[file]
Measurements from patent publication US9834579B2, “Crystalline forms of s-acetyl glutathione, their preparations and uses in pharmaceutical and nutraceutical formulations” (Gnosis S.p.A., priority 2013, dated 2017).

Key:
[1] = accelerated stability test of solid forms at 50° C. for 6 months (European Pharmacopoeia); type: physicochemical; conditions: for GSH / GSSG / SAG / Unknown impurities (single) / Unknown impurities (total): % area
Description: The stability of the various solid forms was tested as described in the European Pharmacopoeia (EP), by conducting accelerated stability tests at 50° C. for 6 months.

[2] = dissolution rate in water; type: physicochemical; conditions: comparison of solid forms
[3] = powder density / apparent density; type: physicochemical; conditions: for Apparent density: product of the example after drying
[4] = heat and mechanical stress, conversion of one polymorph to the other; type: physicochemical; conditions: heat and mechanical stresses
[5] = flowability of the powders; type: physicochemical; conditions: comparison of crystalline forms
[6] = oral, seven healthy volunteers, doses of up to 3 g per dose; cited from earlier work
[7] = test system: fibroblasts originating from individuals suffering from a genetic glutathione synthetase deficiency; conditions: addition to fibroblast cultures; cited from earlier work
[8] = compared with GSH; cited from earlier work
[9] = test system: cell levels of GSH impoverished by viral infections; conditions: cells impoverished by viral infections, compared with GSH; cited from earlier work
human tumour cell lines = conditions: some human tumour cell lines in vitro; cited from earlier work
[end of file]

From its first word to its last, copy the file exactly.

Measurements from patent publication US9834579B2, “Crystalline forms of s-acetyl glutathione, their preparations and uses in pharmaceutical and nutraceutical formulations” (Gnosis S.p.A., priority 2013, dated 2017).

Key:
[1] = accelerated stability test of solid forms at 50° C. for 6 months (European Pharmacopoeia); type: physicochemical; conditions: for GSH / GSSG / SAG / Unknown impurities (single) / Unknown impurities (total): % area
Description: The stability of the various solid forms was tested as described in the European Pharmacopoeia (EP), by conducting accelerated stability tests at 50° C. for 6 months.

[2] = dissolution rate in water; type: physicochemical; conditions: comparison of solid forms
[3] = powder density / apparent density; type: physicochemical; conditions: for Apparent density: product of the example after drying
[4] = heat and mechanical stress, conversion of one polymorph to the other; type: physicochemical; conditions: heat and mechanical stresses
[5] = flowability of the powders; type: physicochemical; conditions: comparison of crystalline forms
[6] = oral, seven healthy volunteers, doses of up to 3 g per dose; cited from earlier work
[7] = test system: fibroblasts originating from individuals suffering from a genetic glutathione synthetase deficiency; conditions: addition to fibroblast cultures; cited from earlier work
[8] = compared with GSH; cited from earlier work
[9] = test system: cell levels of GSH impoverished by viral infections; conditions: cells impoverished by viral infections, compared with GSH; cited from earlier work
human tumour cell lines = conditions: some human tumour cell lines in vitro; cited from earlier work